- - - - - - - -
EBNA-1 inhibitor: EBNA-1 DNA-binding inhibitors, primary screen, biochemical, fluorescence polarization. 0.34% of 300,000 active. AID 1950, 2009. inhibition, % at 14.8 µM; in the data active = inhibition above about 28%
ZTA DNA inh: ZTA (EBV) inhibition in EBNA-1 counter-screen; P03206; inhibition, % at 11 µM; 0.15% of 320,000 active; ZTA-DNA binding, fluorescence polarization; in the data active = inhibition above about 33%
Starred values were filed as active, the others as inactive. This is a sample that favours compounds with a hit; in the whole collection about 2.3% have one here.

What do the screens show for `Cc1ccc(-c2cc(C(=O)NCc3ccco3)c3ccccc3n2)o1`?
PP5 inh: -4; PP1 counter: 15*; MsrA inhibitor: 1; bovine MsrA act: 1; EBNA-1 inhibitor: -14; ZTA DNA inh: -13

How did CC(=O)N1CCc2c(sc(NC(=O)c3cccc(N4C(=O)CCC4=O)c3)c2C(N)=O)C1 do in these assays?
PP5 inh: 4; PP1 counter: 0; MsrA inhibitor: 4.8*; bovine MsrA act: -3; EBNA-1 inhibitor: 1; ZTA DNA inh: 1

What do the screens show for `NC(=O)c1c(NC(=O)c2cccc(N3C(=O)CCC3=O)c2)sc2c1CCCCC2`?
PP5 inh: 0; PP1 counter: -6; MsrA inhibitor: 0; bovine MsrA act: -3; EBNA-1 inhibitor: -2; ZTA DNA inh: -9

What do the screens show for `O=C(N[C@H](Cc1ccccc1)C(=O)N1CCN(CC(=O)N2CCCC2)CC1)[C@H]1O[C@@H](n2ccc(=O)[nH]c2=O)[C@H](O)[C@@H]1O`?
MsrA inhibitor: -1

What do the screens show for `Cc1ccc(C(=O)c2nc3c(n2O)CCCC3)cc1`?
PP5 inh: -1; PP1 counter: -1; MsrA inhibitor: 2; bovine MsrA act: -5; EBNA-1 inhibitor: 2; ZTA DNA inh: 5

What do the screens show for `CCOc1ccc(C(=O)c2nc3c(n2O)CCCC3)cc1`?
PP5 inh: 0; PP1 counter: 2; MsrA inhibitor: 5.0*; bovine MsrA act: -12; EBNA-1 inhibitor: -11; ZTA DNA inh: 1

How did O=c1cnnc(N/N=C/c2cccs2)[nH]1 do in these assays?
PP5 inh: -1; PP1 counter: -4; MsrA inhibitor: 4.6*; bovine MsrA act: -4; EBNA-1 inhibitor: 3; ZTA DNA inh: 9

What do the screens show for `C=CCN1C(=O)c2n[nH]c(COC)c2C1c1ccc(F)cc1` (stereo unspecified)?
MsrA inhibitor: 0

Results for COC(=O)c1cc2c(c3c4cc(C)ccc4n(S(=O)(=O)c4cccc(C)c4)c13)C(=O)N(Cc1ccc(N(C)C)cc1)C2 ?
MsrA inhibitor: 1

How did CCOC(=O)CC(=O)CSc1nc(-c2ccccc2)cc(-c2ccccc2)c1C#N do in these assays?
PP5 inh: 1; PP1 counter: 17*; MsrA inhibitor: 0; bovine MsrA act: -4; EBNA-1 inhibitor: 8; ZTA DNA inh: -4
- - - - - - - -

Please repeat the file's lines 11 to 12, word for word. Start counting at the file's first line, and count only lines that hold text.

MsrA inhibitor: -1

What do the screens show for `Cc1ccc(C(=O)c2nc3c(n2O)CCCC3)cc1`?